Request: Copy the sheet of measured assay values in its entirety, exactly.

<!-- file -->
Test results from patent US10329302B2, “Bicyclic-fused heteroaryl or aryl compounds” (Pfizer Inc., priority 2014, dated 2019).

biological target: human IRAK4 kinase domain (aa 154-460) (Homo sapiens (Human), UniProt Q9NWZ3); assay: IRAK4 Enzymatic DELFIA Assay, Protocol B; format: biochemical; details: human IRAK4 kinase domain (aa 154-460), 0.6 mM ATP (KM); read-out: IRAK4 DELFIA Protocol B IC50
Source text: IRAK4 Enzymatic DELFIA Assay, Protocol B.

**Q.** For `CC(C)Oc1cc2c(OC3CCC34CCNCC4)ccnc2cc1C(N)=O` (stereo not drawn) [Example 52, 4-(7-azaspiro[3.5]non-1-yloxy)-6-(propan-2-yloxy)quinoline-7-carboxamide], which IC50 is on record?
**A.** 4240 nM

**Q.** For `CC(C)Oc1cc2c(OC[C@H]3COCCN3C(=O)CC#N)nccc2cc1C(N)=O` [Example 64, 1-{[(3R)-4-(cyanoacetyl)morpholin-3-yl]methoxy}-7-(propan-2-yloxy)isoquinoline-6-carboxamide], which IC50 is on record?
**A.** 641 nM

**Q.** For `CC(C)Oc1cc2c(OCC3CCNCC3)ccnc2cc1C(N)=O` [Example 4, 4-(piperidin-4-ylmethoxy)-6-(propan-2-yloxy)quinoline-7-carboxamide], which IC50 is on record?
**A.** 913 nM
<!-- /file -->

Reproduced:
Test results from patent US10329302B2, “Bicyclic-fused heteroaryl or aryl compounds” (Pfizer Inc., priority 2014, dated 2019).

biological target: human IRAK4 kinase domain (aa 154-460) (Homo sapiens (Human), UniProt Q9NWZ3); assay: IRAK4 Enzymatic DELFIA Assay, Protocol B; format: biochemical; details: human IRAK4 kinase domain (aa 154-460), 0.6 mM ATP (KM); read-out: IRAK4 DELFIA Protocol B IC50
Source text: IRAK4 Enzymatic DELFIA Assay, Protocol B.

**Q.** For `CC(C)Oc1cc2c(OC3CCC34CCNCC4)ccnc2cc1C(N)=O` (stereo not drawn) [Example 52, 4-(7-azaspiro[3.5]non-1-yloxy)-6-(propan-2-yloxy)quinoline-7-carboxamide], which IC50 is on record?
**A.** 4240 nM

**Q.** For `CC(C)Oc1cc2c(OC[C@H]3COCCN3C(=O)CC#N)nccc2cc1C(N)=O` [Example 64, 1-{[(3R)-4-(cyanoacetyl)morpholin-3-yl]methoxy}-7-(propan-2-yloxy)isoquinoline-6-carboxamide], which IC50 is on record?
**A.** 641 nM

**Q.** For `CC(C)Oc1cc2c(OCC3CCNCC3)ccnc2cc1C(N)=O` [Example 4, 4-(piperidin-4-ylmethoxy)-6-(propan-2-yloxy)quinoline-7-carboxamide], which IC50 is on record?
**A.** 913 nM